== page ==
Workshops. What are they? What IS the role of an actor or a director in a workshop? To direct or act in a play requires, I believe, a strong element of confidence in the play; a belief that the answer to one's questions or confusions can be found - in the play. This is what a director or an actor does, this is their talent and how they explore. But if the playwright is encouraged to - no CELEBRATED -for rewriting during this process, then where does that put the actor, the director - not acting, not directing - but there - 'to help.' Isn't this the wrong mindset for a director or actor to have? Is this the way they should be looking at a play? Couldn't their talents be put to better service trying to solve what the writer has written - as opposed to trying to help him fix it?
Audiences. By involving them in readings and discussions and god forbid workshops, we are apparently asking for their 'help' with the play. But doesn't this confuse even warp the role of the audience? And in terms of new work doesn't this put an audience's focus overwhelmingly on 'does it work?' as opposed to 'what is it about?' or 'why was it written?' or 'does it matter?' Aren't these the questions we want discussed? Aren't these the questions that help generate the sort of substantive discussions we in the theater wish to have with an audience?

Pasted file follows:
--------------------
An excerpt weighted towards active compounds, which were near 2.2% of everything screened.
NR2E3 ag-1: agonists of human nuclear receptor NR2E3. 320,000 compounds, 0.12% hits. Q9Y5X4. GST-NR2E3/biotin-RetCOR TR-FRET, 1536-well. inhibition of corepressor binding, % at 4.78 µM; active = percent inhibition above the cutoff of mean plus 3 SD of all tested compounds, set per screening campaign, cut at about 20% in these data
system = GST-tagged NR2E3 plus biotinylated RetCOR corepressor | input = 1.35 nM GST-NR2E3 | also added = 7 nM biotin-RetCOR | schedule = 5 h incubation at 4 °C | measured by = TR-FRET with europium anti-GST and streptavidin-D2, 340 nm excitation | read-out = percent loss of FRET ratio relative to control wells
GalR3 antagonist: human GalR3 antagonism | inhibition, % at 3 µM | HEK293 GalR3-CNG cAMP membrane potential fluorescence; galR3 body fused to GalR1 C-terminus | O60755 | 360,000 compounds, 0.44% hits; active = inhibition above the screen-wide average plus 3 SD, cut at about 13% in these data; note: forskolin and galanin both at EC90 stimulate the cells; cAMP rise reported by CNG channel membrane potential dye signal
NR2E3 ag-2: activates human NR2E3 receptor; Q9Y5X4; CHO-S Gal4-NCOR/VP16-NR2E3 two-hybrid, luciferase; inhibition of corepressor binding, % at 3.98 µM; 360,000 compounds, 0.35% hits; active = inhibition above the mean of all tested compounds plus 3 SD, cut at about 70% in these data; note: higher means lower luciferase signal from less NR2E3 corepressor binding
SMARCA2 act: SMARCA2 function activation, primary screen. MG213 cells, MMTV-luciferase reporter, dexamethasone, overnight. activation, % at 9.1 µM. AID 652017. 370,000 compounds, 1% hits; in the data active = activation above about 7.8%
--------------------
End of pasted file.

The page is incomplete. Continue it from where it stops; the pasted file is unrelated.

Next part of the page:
Rules for writing plays. My god. One hears young playwrights being told what a play 'must do,' or 'how a play works.' One hears writers being told that a character's 'journey' isn't clear enough, or that the writer needs to determine a character's 'motivation.' One hears how a play has to 'build' in a certain way, or how 'the conflict' isn't strong enough. These are terms that seem to suggest a deep understanding of what a play is and how it is put together, but in fact they tell us very little. Perhaps a particular play might be helped by one of these suggestions, but they (and other 'rules') are too generally prescribed. To see how silly this prescription is, one has only to ask: what is the clear motivation of Lear? The playwright doesn't write out of 'motivations' but rather out of truth and reality, out of people and story and worlds he or she wishes or needs to create for us. These terms are perhaps useful to the critic, or the dramaturg in finding a way in for themselves to these plays; but such considerations are not how plays, good plays, great plays are made.
The word 'text.' I may be crazy, but I think I just woke up one day and suddenly somehow people starting talking about the 'text' instead of 'the play.' How did this come about? Since when does a playwright only write 'words.' Isn't that the hidden meaning of this? To make the playwright the 'word guy' and leave the theater making to others? As if the writer was only a source from which words flowed that others made into plays.